A year ago, Britain’s shortest-serving prime minister left her office in Downing Street for the last time. Only 49 days had passed since Liz Truss had kissed the Queen’s hand, but her stint at the top would have lasting effects for the British economy, and the fate of her party and their allies.
Truss is back, sort of – banging the tax cut drum at Tory party conference to a packed room of adoring fans, whose cries of joy for their fallen leader do little to mask the astounding setback their politics has suffered. A year on, it’s worth looking back at what happened with Truss, and what we can learn from that wild time.
While most voters see the collapse of Truss’s premiership as a lucky escape, a small group of free-marketeers consider it disastrous – a fall from a summit they’d been climbing towards for a long time. Those followers, bound together in a nexus of libertarian economic pressure groups and think thanks – the Institute for Economic Affairs (IEA), the Taxpayers’ Alliance (TPA) and the Adam Smith Institute (ASI) – had been manoeuvring for years to have one of their disciples in the top job.
Once Truss’s bid for leader took off – and her main opponent, Rishi Sunak, saw his chances narrow – minds turned towards a ‘first budget’. Much of the prep was done by IEA duo Julian Jessop and Andrew Lilico, who alongside then Boris Johnson aide Gerard Lyons were known as “the Trussketeers”. As one former cabinet minister told biographers Harry Cole and James Heale, before her budget Truss was “staking a lot on a particular IEA, TPA, ASI view of the world that, if implemented sufficiently clearly, [would] give the economy the shot it needs […] she thinks a bit like a surgeon who has seen a patient with various remedies that haven’t really worked, so she thinks ‘let’s get the biggest hypo possible, pack it full of adrenaline and pump it into the heart’.”
The budget on 23 September was an attempt at that adrenaline shot, but it sent the economy into cardiac arrest and the country into shock. Among the measures were the scrapping of the highest rate of income tax, slashing a planned increase in corporation tax, binning a cap on bankers’ bonuses and reducing the basic rate of income tax. It was, in many ways, a free marketeer’s dream.
What happened next was dramatic. The pound fell sharply, and within days many mortgage products were withdrawn from the UK market. The writing was on the wall for Truss. As Fran Boait, executive director of Positive Money, said: “Governments in the UK have been made and broken on the back of mortgage rate rises.”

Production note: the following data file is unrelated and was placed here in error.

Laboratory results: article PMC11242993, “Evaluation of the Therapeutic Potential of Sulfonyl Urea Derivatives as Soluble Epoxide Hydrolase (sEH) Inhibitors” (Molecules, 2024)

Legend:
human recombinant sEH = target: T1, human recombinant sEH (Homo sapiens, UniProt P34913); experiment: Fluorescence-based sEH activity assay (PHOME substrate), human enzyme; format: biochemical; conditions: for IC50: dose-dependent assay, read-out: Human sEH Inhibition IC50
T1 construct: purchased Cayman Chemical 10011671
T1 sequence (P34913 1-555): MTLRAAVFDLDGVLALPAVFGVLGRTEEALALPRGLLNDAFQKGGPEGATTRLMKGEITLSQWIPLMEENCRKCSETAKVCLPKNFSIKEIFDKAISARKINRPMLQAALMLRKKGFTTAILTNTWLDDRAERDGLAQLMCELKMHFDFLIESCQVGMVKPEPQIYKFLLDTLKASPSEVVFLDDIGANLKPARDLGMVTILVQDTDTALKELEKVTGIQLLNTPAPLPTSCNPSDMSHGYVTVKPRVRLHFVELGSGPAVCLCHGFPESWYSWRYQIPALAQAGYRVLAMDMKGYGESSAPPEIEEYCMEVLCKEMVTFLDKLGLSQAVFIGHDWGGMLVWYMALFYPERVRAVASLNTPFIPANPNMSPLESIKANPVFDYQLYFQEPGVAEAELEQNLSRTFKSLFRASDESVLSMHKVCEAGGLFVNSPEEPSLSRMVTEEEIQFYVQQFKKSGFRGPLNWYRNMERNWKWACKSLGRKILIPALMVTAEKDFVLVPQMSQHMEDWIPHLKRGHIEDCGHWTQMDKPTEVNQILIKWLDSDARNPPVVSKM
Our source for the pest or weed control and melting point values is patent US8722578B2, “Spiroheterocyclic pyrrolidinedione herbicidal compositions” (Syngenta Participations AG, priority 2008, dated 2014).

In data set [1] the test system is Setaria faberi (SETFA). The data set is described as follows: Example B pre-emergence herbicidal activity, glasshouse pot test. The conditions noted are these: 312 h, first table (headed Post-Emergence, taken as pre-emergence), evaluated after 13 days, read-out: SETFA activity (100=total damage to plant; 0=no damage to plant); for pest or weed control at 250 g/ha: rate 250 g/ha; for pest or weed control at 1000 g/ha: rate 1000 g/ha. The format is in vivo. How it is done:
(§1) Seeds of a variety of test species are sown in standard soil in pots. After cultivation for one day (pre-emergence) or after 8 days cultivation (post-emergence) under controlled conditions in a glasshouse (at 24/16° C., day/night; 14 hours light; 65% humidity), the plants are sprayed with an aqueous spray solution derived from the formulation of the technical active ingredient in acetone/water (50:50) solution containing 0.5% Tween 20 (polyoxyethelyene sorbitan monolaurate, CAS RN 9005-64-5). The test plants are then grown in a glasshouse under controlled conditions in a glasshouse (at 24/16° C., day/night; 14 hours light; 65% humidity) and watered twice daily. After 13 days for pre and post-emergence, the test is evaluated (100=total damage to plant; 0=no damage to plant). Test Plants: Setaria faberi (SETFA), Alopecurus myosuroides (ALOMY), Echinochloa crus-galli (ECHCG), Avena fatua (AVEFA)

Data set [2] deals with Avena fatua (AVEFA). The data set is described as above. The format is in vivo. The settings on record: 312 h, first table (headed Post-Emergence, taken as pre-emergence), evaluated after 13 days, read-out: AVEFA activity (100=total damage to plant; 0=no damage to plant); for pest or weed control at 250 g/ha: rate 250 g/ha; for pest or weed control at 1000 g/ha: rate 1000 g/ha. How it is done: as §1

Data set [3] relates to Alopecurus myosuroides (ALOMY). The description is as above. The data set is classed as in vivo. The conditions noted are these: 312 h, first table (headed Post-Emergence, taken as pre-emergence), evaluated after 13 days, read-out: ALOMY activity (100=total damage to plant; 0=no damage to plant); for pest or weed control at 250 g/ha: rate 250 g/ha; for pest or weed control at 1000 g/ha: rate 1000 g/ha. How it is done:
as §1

It wasn’t just the markets and international institutions which reacted badly – the British public did too. While a majority supported the 1p cut to the basic rate of income tax, almost all other headline policies were unpopular. Only 10% supported the abolition of the highest tax rate, and 14% thought removing the cap on bankers’ bonuses was a good idea. Overall, only 19% said the measures were fair, and even 47% of Conservative voters said they was unfair. By 29 September, a YouGov poll found that Labour had a 33-point lead over the Tories – the biggest gap since the 1990s. It wasn’t long before policy reversals began, then the sacking of the chancellor and, finally, on 20 October, the resignation of Truss herself.
To understand what happened, it’s worth listening to what Truss and those around her say. Their arguments are varied, but tend to boil down to two main strands. First, they blame liability-driven investing, or ‘LDI’ – a hidden bomb in the pension system that was found by parliament’s industry and regulators’ committee to have “played a significant role in the financial turmoil following the September 2022 fiscal statement”. Second, they say that they came up against “the leftwing economic establishment”. The claim is that economics is captured by the left, including the Treasury. This is clearly untrue; there have been years of brutal economic cutbacks and wage suppression.
But what does seem correct is Truss’ belief, written out in her 4,000 word Telegraph piece, that “large parts of the media and the wider public sphere had become unfamiliar with key arguments about tax and economic policy and over time sentiment [has] shifted leftwards”. As Kate Andrews, the free marketeering economics editor of the Spectator and ex-IEA think tanker, said: “That point is almost certainly true.”
According to the British Social Attitude Survey, the British public are more pro-redistribution now than at any time since the 1990s. As the report authors say: “So far as the public are concerned at least, the era of smaller government that Margaret Thatcher aimed to promulgate – and which Liz Truss briefly tried to restore in the autumn of 2022 with her ill-fated ‘dash for growth’ – now seems a world away.”
This shift in attitude is, without doubt, in part due to a negative change in people’s material circumstances. Workers in Britain earn less now in real terms than they did a decade ago, our high streets are crumbling, and our hospitals are failing. The economic system is plainly not working for people. As Keir Milburn puts it, those born since the late 1970s are turning from “generation screwed” into “generation left”. Is it any wonder that 67% of young Brits want a socialist economic system?